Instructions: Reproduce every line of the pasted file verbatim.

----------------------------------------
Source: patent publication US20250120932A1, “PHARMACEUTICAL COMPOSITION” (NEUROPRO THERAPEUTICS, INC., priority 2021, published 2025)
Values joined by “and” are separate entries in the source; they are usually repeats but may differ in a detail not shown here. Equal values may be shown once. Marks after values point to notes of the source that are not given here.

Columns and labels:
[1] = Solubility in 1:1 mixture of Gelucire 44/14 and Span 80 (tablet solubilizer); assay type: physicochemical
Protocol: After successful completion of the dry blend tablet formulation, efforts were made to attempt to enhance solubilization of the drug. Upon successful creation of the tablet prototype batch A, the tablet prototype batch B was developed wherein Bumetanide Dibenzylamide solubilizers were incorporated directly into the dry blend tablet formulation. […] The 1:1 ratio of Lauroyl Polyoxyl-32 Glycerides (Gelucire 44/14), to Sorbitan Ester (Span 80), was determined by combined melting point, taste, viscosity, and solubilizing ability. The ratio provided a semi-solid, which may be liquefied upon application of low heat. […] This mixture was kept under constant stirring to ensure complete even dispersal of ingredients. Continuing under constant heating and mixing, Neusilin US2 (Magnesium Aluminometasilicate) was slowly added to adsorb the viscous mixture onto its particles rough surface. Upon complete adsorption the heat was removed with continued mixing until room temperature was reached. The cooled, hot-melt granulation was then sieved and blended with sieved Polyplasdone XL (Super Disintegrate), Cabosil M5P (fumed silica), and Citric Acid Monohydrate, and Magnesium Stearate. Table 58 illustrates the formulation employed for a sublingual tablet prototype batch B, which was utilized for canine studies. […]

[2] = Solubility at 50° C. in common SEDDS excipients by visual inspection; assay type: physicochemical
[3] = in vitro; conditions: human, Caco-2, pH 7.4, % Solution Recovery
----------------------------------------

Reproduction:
Source: patent publication US20250120932A1, “PHARMACEUTICAL COMPOSITION” (NEUROPRO THERAPEUTICS, INC., priority 2021, published 2025)
Values joined by “and” are separate entries in the source; they are usually repeats but may differ in a detail not shown here. Equal values may be shown once. Marks after values point to notes of the source that are not given here.

Columns and labels:
[1] = Solubility in 1:1 mixture of Gelucire 44/14 and Span 80 (tablet solubilizer); assay type: physicochemical
Protocol: After successful completion of the dry blend tablet formulation, efforts were made to attempt to enhance solubilization of the drug. Upon successful creation of the tablet prototype batch A, the tablet prototype batch B was developed wherein Bumetanide Dibenzylamide solubilizers were incorporated directly into the dry blend tablet formulation. […] The 1:1 ratio of Lauroyl Polyoxyl-32 Glycerides (Gelucire 44/14), to Sorbitan Ester (Span 80), was determined by combined melting point, taste, viscosity, and solubilizing ability. The ratio provided a semi-solid, which may be liquefied upon application of low heat. […] This mixture was kept under constant stirring to ensure complete even dispersal of ingredients. Continuing under constant heating and mixing, Neusilin US2 (Magnesium Aluminometasilicate) was slowly added to adsorb the viscous mixture onto its particles rough surface. Upon complete adsorption the heat was removed with continued mixing until room temperature was reached. The cooled, hot-melt granulation was then sieved and blended with sieved Polyplasdone XL (Super Disintegrate), Cabosil M5P (fumed silica), and Citric Acid Monohydrate, and Magnesium Stearate. Table 58 illustrates the formulation employed for a sublingual tablet prototype batch B, which was utilized for canine studies. […]

[2] = Solubility at 50° C. in common SEDDS excipients by visual inspection; assay type: physicochemical
[3] = in vitro; conditions: human, Caco-2, pH 7.4, % Solution Recovery